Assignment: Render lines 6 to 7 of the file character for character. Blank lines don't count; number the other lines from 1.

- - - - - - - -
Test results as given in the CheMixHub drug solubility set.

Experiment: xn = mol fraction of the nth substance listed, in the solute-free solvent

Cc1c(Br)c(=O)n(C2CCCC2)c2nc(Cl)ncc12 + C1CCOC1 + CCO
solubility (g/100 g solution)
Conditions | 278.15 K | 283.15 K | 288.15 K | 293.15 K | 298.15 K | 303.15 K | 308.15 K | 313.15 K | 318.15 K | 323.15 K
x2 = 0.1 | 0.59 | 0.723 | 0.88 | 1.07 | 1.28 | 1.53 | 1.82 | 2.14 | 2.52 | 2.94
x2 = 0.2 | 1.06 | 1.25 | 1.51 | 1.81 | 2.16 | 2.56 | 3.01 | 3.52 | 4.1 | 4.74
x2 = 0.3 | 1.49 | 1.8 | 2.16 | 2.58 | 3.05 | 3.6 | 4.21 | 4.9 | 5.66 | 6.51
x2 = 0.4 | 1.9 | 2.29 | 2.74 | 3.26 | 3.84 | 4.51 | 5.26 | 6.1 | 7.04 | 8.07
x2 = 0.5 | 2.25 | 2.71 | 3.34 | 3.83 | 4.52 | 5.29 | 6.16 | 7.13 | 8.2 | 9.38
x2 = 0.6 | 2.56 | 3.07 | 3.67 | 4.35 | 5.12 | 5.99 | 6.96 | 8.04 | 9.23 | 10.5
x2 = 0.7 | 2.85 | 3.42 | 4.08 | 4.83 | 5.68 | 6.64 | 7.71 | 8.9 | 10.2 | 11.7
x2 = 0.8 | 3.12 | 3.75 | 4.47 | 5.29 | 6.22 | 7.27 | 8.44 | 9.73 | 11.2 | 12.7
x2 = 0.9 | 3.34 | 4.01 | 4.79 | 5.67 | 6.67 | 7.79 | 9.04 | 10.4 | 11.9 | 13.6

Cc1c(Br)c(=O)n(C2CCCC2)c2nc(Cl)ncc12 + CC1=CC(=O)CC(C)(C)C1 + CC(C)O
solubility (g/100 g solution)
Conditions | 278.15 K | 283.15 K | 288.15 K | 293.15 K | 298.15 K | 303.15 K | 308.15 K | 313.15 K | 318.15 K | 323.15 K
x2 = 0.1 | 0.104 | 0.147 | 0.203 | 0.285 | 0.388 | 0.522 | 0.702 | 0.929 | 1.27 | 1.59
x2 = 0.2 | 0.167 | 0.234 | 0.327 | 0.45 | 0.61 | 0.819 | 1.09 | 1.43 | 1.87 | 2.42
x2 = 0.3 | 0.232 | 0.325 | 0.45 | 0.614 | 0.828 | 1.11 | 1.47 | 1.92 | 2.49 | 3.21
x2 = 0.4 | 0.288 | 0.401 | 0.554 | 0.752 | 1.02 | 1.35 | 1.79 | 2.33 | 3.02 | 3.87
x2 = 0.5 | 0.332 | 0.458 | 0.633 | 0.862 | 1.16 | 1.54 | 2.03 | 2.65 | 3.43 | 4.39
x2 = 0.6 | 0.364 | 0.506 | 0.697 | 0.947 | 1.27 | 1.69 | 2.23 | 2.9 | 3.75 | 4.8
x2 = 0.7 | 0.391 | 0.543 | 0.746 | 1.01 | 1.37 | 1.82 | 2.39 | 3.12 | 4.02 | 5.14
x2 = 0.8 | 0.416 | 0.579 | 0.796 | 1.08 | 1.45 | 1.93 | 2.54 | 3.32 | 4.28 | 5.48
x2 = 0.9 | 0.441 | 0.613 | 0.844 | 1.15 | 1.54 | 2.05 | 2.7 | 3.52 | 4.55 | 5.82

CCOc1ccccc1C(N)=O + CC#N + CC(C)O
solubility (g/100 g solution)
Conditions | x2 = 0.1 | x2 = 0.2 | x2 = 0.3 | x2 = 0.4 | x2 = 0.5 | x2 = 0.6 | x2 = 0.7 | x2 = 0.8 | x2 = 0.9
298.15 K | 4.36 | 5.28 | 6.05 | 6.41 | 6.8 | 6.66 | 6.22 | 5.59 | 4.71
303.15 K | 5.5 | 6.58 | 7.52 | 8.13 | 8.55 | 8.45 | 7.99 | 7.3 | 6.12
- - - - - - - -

x2 = 0.1 | 0.59 | 0.723 | 0.88 | 1.07 | 1.28 | 1.53 | 1.82 | 2.14 | 2.52 | 2.94
x2 = 0.2 | 1.06 | 1.25 | 1.51 | 1.81 | 2.16 | 2.56 | 3.01 | 3.52 | 4.1 | 4.74